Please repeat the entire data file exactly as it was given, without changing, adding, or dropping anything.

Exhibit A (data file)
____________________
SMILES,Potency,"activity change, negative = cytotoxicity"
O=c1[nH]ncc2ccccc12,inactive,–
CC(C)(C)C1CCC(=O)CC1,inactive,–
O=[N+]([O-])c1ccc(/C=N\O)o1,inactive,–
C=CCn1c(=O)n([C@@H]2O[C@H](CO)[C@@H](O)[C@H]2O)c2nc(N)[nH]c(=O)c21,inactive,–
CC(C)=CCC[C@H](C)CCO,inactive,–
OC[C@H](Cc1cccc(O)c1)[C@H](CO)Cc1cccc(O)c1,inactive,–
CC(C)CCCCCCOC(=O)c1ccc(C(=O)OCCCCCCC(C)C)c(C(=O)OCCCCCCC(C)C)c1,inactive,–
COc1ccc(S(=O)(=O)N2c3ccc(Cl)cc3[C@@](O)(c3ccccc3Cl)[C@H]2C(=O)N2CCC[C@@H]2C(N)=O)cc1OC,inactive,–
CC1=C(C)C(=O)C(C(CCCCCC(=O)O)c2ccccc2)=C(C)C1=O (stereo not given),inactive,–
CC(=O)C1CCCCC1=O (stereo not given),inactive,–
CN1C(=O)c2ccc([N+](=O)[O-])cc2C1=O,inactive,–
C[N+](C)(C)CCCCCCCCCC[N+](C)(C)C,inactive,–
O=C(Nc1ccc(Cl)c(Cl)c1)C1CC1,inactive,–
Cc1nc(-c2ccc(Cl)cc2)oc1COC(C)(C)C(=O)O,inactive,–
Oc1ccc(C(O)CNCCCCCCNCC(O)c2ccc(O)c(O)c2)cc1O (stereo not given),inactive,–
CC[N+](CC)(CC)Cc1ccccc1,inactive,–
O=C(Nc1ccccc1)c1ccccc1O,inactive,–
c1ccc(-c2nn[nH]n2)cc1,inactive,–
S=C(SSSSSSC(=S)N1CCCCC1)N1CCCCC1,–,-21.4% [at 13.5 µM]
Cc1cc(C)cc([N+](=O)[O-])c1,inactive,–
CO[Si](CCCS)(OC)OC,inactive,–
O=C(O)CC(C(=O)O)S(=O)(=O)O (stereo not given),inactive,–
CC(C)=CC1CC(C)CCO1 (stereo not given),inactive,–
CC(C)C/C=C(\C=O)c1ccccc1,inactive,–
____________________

SMILES,Potency,"activity change, negative = cytotoxicity"
O=c1[nH]ncc2ccccc12,inactive,–
CC(C)(C)C1CCC(=O)CC1,inactive,–
O=[N+]([O-])c1ccc(/C=N\O)o1,inactive,–
C=CCn1c(=O)n([C@@H]2O[C@H](CO)[C@@H](O)[C@H]2O)c2nc(N)[nH]c(=O)c21,inactive,–
CC(C)=CCC[C@H](C)CCO,inactive,–
OC[C@H](Cc1cccc(O)c1)[C@H](CO)Cc1cccc(O)c1,inactive,–
CC(C)CCCCCCOC(=O)c1ccc(C(=O)OCCCCCCC(C)C)c(C(=O)OCCCCCCC(C)C)c1,inactive,–
COc1ccc(S(=O)(=O)N2c3ccc(Cl)cc3[C@@](O)(c3ccccc3Cl)[C@H]2C(=O)N2CCC[C@@H]2C(N)=O)cc1OC,inactive,–
CC1=C(C)C(=O)C(C(CCCCCC(=O)O)c2ccccc2)=C(C)C1=O (stereo not given),inactive,–
CC(=O)C1CCCCC1=O (stereo not given),inactive,–
CN1C(=O)c2ccc([N+](=O)[O-])cc2C1=O,inactive,–
C[N+](C)(C)CCCCCCCCCC[N+](C)(C)C,inactive,–
O=C(Nc1ccc(Cl)c(Cl)c1)C1CC1,inactive,–
Cc1nc(-c2ccc(Cl)cc2)oc1COC(C)(C)C(=O)O,inactive,–
Oc1ccc(C(O)CNCCCCCCNCC(O)c2ccc(O)c(O)c2)cc1O (stereo not given),inactive,–
CC[N+](CC)(CC)Cc1ccccc1,inactive,–
O=C(Nc1ccccc1)c1ccccc1O,inactive,–
c1ccc(-c2nn[nH]n2)cc1,inactive,–
S=C(SSSSSSC(=S)N1CCCCC1)N1CCCCC1,–,-21.4% [at 13.5 µM]
Cc1cc(C)cc([N+](=O)[O-])c1,inactive,–
CO[Si](CCCS)(OC)OC,inactive,–
O=C(O)CC(C(=O)O)S(=O)(=O)O (stereo not given),inactive,–
CC(C)=CC1CC(C)CCO1 (stereo not given),inactive,–
CC(C)C/C=C(\C=O)c1ccccc1,inactive,–